The hysteroscope is a thin, lighted tube inserted through the vagina into your uterus. This allows your doctor to examine the lining of your uterus and the openings of the fallopian tubes.
If an abnormal condition is detected during a diagnostic hysteroscopy, your doctor may use small instruments inserted through the hysteroscope to correct it, avoiding the need for a second surgery.
Why Is Hysteroscopy Performed?
The most common reason doctors recommend hysteroscopy is to help find the cause of abnormal bleeding (i.e. heavy or lengthy periods, bleeding between periods or after menopause).
This procedure may also be used to:
- Identify and remove polyps and fibroids (non-cancerous growths in the uterus)
- Locate and remove adhesions (scar tissue in the uterus, often due to infection or past surgery)
- Diagnose the cause of miscarriage when a woman has more than two miscarriages in a row
- Perform sterilization (the hysteroscope is used to place small implants in the fallopian tubes as a permanent form of birth control)
What Does the Hysteroscopy Procedure Involve?
Hysteroscopy is performed in the office or at the hospital on an outpatient basis. Before your hysteroscopy, your doctor may give you a sedative to help you relax, and you’ll be given either local or general anesthesia to eliminate any discomfort during the procedure.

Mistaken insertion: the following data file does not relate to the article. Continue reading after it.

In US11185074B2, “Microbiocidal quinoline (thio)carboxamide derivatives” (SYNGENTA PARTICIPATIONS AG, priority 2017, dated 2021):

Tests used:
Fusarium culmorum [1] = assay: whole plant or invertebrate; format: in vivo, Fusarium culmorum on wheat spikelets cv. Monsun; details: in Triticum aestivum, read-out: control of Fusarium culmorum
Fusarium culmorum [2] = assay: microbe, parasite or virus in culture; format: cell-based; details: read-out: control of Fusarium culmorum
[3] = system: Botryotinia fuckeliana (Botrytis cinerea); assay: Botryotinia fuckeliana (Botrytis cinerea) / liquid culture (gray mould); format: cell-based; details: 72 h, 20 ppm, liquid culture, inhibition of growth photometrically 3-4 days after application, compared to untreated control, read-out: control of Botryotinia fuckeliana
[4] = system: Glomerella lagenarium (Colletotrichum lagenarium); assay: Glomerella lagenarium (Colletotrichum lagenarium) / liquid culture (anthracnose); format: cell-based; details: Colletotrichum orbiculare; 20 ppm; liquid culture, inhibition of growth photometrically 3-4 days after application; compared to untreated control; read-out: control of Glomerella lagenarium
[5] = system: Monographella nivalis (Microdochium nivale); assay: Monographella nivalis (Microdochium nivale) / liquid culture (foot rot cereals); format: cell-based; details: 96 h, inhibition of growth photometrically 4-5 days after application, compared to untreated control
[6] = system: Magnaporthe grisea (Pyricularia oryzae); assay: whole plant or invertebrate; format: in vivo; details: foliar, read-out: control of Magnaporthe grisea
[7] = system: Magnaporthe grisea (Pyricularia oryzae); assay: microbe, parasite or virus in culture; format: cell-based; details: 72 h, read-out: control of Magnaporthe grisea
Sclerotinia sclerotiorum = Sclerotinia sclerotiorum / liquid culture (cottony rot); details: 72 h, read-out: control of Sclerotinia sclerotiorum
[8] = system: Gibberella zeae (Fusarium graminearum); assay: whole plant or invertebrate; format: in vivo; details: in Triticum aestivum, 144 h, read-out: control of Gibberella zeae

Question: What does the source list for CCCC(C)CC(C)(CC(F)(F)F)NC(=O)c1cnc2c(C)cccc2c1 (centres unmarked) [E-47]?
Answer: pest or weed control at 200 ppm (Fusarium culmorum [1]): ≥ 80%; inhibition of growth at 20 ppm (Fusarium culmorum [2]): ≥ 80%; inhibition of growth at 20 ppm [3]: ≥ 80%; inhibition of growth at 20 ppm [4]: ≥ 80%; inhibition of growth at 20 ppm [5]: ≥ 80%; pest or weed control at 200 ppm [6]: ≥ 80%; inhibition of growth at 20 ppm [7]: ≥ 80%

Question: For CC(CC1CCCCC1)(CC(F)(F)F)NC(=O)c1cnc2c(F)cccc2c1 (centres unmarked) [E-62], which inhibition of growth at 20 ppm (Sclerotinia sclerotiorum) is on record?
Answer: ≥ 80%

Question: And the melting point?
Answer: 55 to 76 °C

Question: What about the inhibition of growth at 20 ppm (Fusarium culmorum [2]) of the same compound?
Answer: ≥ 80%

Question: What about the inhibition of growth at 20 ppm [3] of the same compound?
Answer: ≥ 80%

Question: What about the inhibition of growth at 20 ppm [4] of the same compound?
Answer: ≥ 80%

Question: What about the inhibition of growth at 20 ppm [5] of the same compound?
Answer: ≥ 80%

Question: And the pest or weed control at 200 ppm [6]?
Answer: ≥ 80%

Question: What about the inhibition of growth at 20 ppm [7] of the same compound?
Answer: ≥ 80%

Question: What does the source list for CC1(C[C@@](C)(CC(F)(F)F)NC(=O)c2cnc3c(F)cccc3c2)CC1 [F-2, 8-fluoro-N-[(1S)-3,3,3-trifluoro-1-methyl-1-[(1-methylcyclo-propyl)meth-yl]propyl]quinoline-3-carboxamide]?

- To start, your doctor will insert a speculum into the vagina to widen it, then dilate (widen) your cervix as necessary, and insert the hysteroscope through your vagina and cervix into your uterus
- Carbon dioxide gas (CO2) or a fluid (such as saline, or salt water) is moved through the hysteroscope into your uterus to expand it, helping your doctor see the lining more clearly
- Looking through the hysteroscope, your doctor can view the lining of your uterus and the openings of the fallopian tubes
- If a biopsy or other procedure is done, small instruments will be passed through the hysteroscope
The entire procedure takes anywhere from a few minutes to more than an hour, depending on whether your doctor has to perform any type of surgical procedure through the hysteroscope.
What Should I Expect After the Procedure?
You should be able to go home shortly after your procedure. If you have general anesthesia at the hospital or surgical center, you’ll need to wait until its effects have worn off and you must have someone else drive you home.
It’s normal to have some cramping or slight vaginal bleeding for one or two days afterward. If CO2 gas was used during your procedure, you might also feel some shoulder pain until the gas wears off. Over-the-counter pain medication should control any discomfort.
Women’s Health: Experts in Hysteroscopy
Many of the physicians on our team have extensive experience performing hysteroscopy, so you can be assured that you’re in good hands if you need to have this procedure.
Questions about Hysteroscopy?
We’re happy to answer any questions you have about hysteroscopy. Simply contact us.